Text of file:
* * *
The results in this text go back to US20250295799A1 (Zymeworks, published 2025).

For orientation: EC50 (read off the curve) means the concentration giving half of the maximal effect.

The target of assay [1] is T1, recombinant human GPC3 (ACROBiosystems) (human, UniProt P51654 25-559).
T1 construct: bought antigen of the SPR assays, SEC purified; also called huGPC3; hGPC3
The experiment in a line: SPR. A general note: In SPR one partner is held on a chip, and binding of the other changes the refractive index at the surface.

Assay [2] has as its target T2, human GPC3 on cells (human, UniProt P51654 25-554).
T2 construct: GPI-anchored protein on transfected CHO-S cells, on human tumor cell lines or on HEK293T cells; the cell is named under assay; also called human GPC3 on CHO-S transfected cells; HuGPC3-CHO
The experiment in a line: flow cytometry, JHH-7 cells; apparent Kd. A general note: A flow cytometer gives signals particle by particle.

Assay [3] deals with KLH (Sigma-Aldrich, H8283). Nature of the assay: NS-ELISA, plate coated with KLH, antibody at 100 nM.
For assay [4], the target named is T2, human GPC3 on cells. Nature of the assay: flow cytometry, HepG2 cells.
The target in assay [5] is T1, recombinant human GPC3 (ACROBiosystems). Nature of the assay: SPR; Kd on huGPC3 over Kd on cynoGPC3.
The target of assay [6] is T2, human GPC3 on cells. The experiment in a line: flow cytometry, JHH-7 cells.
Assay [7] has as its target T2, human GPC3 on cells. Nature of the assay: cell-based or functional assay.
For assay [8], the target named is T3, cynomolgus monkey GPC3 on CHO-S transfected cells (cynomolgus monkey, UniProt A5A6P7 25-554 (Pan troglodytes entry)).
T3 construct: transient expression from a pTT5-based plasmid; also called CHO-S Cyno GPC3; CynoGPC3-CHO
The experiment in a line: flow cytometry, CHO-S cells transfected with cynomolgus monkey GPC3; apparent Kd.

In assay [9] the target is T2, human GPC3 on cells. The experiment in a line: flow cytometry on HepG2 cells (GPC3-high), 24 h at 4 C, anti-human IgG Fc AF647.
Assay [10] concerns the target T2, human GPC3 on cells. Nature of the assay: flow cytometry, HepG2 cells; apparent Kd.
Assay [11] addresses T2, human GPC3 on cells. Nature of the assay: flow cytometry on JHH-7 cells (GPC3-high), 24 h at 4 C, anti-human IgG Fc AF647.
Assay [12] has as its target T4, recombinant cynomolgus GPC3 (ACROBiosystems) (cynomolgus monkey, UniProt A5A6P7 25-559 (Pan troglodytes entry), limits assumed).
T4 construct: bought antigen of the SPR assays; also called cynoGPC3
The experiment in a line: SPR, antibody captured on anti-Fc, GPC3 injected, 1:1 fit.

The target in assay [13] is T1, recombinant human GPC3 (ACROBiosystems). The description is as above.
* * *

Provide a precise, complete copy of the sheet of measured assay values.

The results in this text go back to US20250295799A1 (Zymeworks, published 2025).

For orientation: EC50 (read off the curve) means the concentration giving half of the maximal effect.

The target of assay [1] is T1, recombinant human GPC3 (ACROBiosystems) (human, UniProt P51654 25-559).
T1 construct: bought antigen of the SPR assays, SEC purified; also called huGPC3; hGPC3
The experiment in a line: SPR. A general note: In SPR one partner is held on a chip, and binding of the other changes the refractive index at the surface.

Assay [2] has as its target T2, human GPC3 on cells (human, UniProt P51654 25-554).
T2 construct: GPI-anchored protein on transfected CHO-S cells, on human tumor cell lines or on HEK293T cells; the cell is named under assay; also called human GPC3 on CHO-S transfected cells; HuGPC3-CHO
The experiment in a line: flow cytometry, JHH-7 cells; apparent Kd. A general note: A flow cytometer gives signals particle by particle.

Assay [3] deals with KLH (Sigma-Aldrich, H8283). Nature of the assay: NS-ELISA, plate coated with KLH, antibody at 100 nM.
For assay [4], the target named is T2, human GPC3 on cells. Nature of the assay: flow cytometry, HepG2 cells.
The target in assay [5] is T1, recombinant human GPC3 (ACROBiosystems). Nature of the assay: SPR; Kd on huGPC3 over Kd on cynoGPC3.
The target of assay [6] is T2, human GPC3 on cells. The experiment in a line: flow cytometry, JHH-7 cells.
Assay [7] has as its target T2, human GPC3 on cells. Nature of the assay: cell-based or functional assay.
For assay [8], the target named is T3, cynomolgus monkey GPC3 on CHO-S transfected cells (cynomolgus monkey, UniProt A5A6P7 25-554 (Pan troglodytes entry)).
T3 construct: transient expression from a pTT5-based plasmid; also called CHO-S Cyno GPC3; CynoGPC3-CHO
The experiment in a line: flow cytometry, CHO-S cells transfected with cynomolgus monkey GPC3; apparent Kd.

In assay [9] the target is T2, human GPC3 on cells. The experiment in a line: flow cytometry on HepG2 cells (GPC3-high), 24 h at 4 C, anti-human IgG Fc AF647.
Assay [10] concerns the target T2, human GPC3 on cells. Nature of the assay: flow cytometry, HepG2 cells; apparent Kd.
Assay [11] addresses T2, human GPC3 on cells. Nature of the assay: flow cytometry on JHH-7 cells (GPC3-high), 24 h at 4 C, anti-human IgG Fc AF647.
Assay [12] has as its target T4, recombinant cynomolgus GPC3 (ACROBiosystems) (cynomolgus monkey, UniProt A5A6P7 25-559 (Pan troglodytes entry), limits assumed).
T4 construct: bought antigen of the SPR assays; also called cynoGPC3
The experiment in a line: SPR, antibody captured on anti-Fc, GPC3 injected, 1:1 fit.

The target in assay [13] is T1, recombinant human GPC3 (ACROBiosystems). The description is as above.